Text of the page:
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National Citizen Service

Volume 569: debated on Wednesday 30 October 2013

The National Citizen Service is growing fast and is proving enormously popular with young people. The research shows clearly that it helps to develop life skills that employers value, and that for every £1 of public money we invest, society is receiving £3 of value back.

I thank the Minister for that answer. I was privileged to attend a challenge network campaign day in my constituency, where social action projects were put into effective and lasting programmes across the constituency. What steps will the Minister take to roll out the National Citizen Service further and expand it, and will he join me in congratulating the efforts of Enfield youngsters?

I certainly join my hon. Friend in congratulating Enfield youngsters and all youngsters across the country who have participated in the National Citizen Service on their efforts. He may be interested to know that to date the young people have contributed more than 1 million hours of their time to volunteer and do good work in communities. They get a huge amount out of that process, which is why we are ambitious to grow it and have said that we will make at least 90,000 places available next year.

Over the summer, I was delighted to see the excellent work of the National Citizen Service team in Chester, who were redecorating Blacon young people’s project. Has my hon. Friend made an assessment of the monetary value of the work that NCS volunteers do for their local communities?

I thank my hon. Friend for the keen interest he has shown in the NCS, and many other hon. Members who took the time to visit programmes over the summer. As I said, young people have to date contributed more than 1 million hours of their time to do good work in their communities. Part of the calculation of £3 back for every £1 we spend is the value attached to the voluntary time they are giving. The other part is their increased employability, which reflects the life and work skills they are gathering through participation.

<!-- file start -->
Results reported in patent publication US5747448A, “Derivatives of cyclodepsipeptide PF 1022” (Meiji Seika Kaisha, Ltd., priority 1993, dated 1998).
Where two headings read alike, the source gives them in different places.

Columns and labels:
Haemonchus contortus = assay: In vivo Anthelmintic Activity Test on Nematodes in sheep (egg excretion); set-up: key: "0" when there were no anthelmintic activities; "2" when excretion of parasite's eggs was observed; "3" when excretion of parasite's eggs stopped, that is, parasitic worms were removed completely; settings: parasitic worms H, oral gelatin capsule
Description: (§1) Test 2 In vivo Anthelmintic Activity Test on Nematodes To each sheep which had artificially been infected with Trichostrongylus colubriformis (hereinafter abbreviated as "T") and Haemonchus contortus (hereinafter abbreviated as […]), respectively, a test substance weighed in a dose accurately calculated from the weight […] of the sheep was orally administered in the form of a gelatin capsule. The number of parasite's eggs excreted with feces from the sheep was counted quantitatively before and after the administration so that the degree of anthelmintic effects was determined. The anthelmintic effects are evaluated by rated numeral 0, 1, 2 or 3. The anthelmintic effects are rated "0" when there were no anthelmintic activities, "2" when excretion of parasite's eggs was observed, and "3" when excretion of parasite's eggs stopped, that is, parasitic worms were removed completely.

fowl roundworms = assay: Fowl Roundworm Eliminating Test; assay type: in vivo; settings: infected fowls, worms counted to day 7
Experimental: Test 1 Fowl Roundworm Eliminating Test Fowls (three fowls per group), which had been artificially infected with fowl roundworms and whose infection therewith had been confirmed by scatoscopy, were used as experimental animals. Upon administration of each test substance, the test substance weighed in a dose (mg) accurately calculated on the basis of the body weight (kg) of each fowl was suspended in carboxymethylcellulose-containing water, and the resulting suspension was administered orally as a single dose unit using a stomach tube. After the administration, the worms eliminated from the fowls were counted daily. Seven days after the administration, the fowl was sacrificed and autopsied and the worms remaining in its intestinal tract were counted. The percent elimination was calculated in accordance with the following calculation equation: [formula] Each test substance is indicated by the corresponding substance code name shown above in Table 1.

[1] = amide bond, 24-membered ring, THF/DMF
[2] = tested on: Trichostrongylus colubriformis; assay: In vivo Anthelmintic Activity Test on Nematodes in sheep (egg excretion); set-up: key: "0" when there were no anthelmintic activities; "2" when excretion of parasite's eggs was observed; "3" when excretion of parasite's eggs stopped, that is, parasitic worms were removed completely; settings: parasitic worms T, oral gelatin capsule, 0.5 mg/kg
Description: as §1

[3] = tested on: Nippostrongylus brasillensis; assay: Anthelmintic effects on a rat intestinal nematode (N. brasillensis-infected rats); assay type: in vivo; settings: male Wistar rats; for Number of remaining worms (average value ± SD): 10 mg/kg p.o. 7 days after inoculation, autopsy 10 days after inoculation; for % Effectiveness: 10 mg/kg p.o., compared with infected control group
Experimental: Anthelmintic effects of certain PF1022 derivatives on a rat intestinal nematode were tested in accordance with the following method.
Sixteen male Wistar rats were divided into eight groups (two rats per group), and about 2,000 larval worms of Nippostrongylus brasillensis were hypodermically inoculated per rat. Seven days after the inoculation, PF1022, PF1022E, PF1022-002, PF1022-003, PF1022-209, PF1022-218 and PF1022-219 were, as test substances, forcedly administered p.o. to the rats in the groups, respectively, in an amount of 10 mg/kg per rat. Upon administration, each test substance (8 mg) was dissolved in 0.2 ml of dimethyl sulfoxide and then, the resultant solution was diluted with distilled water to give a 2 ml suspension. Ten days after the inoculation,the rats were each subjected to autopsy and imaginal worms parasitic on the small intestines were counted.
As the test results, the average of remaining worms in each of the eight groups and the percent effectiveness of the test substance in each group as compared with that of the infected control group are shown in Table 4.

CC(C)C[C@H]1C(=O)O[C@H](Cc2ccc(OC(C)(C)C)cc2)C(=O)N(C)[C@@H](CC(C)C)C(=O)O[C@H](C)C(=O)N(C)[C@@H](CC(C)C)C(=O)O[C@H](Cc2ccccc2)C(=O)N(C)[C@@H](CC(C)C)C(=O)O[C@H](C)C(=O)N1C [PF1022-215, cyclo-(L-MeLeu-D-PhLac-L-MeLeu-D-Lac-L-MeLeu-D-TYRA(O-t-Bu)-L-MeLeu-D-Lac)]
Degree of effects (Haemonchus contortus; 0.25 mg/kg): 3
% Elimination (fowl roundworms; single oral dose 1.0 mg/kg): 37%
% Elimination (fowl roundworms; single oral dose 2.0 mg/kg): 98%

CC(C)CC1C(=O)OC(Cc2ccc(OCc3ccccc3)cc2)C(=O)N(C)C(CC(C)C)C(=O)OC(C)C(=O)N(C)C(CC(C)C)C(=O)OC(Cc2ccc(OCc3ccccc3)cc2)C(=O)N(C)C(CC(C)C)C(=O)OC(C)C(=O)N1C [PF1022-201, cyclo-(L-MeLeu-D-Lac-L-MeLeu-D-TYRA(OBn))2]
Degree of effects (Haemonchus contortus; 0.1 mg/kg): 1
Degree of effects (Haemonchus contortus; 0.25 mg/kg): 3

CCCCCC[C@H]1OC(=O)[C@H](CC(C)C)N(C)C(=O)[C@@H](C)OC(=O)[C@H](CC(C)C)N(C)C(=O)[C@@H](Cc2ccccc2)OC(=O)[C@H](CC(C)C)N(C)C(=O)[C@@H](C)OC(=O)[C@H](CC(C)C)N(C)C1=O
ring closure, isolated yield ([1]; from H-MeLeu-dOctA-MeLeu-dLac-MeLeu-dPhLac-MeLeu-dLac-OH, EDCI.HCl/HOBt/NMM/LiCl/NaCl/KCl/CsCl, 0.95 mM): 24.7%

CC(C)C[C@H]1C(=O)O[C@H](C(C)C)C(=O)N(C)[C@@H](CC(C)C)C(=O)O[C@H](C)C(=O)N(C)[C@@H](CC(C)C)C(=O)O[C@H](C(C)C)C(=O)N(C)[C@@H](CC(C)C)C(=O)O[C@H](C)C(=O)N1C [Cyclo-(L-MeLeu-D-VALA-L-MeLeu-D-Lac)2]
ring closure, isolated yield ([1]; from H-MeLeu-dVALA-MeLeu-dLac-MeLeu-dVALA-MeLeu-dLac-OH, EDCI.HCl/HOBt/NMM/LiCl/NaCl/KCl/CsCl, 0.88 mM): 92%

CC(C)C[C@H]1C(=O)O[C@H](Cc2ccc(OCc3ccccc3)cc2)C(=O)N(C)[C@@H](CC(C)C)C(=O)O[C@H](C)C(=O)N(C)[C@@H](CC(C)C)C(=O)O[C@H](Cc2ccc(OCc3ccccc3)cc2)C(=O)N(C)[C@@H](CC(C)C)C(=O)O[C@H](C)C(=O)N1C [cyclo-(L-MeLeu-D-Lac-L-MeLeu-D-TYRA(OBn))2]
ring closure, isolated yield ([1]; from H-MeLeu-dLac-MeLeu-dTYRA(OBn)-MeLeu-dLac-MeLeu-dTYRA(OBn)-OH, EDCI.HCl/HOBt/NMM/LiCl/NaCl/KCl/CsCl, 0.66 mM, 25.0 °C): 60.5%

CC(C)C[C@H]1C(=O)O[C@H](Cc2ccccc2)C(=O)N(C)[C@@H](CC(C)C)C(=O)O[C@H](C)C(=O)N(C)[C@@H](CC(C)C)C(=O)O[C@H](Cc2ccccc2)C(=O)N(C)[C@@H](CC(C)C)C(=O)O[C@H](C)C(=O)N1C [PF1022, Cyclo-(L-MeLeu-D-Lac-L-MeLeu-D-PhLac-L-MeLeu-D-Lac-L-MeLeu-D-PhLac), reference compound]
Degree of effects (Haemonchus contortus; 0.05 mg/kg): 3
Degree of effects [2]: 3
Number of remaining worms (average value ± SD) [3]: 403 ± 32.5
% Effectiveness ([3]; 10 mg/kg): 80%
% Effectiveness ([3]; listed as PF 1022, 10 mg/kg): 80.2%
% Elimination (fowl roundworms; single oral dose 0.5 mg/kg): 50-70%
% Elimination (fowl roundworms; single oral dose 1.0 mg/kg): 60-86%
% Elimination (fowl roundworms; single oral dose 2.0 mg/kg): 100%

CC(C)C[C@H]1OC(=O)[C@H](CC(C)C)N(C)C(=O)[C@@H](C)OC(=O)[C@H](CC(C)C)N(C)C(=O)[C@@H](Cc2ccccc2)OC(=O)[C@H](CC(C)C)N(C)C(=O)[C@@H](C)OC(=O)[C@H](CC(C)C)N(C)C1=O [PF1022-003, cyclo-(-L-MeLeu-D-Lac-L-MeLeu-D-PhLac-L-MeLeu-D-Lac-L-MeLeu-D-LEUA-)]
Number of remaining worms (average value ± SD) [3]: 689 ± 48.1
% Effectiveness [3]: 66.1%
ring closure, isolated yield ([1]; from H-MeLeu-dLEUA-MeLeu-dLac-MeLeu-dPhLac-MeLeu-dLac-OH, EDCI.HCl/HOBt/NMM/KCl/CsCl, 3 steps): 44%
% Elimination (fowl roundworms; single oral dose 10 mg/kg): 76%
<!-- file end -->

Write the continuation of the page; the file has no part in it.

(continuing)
Is the National Citizen Service not heading for that same graveyard of three-word prime ministerial gimmicks like back to basics, the third way, the citizens charter, the cones hotline and the big society?

Not for the first time, I could not disagree more with the hon. Gentleman. NSC is proving its value across communities. Many Opposition Members visited the programme over the summer and Opposition Front Benchers have nice words to say about it. We are determined to embed it in the youth sector and for it to be part of the landscape of programmes that try to help young people achieve their full potential. We are extremely proud of it. [Interruption.]

The hon. Member for Gloucester (Richard Graham) was gesticulating as though he was training to be an opera singer. I have no idea why, but let us hear from the hon. Gentleman.

The gesture was one of frustration and disappointment that some Opposition Members do not seem to understand how valuable the National Citizen Service is. Does my hon. Friend agree that what Gloucestershire college has been doing in my constituency to help people on to this wonderful course, which it is now replicating with a mini course for the new sixth form at the Gloucester academy, is an example of how the NCS can spread into the school curriculum too?

I could not agree more, in sharp contrast to my response to the hon. Member for Newport West (Paul Flynn). I look forward to visiting my hon. Friend in Gloucester to see in practice what he is talking about. The NCS is growing fast. We are seeing schools and colleges embrace it precisely because they see the value to their pupils of participating in a programme that helps young people develop the confidence, self-esteem and skills that will be valuable to them in life.

Can the Minister confirm that Serco has cut the funding it makes available to charities under the National Citizen Service? What impact does the Minister think that will have on the charities delivering this important initiative?

Serco leads a consortium that includes many large and small charities. It is an important provider. We manage our providers very carefully, and when there are signs of underperformance, we take action to protect the taxpayer. The hon. Gentleman would not know anything about that because he represents a party that over time has not represented the taxpayer sufficiently. In the case of Serco and that consortium, we took action to protect the taxpayer, and I am proud of that.

Last year, 6,000 places on the NCS summer scheme went unfilled, while youth services, which provided continuity, stability and a lifeline for many young people, disappeared. With one in three organisations that provide youth services facing closure, what has the Minister got to say to those young people?

First, I congratulate the hon. Lady on her promotion. I think she is the fifth shadow Minister I have faced across this Dispatch Box, and I hope she enjoys her time.

There is a serious point about cuts to local youth services by local authorities. We have taken over responsibility for youth policy and want to engage with local authorities to try to protect and enhance those services, but the hon. Lady misses a fundamental point about the NCS: it funds grass-roots youth organisations across the country to work with young people throughout the year—spring, summer and autumn—and therefore it is part of the solution.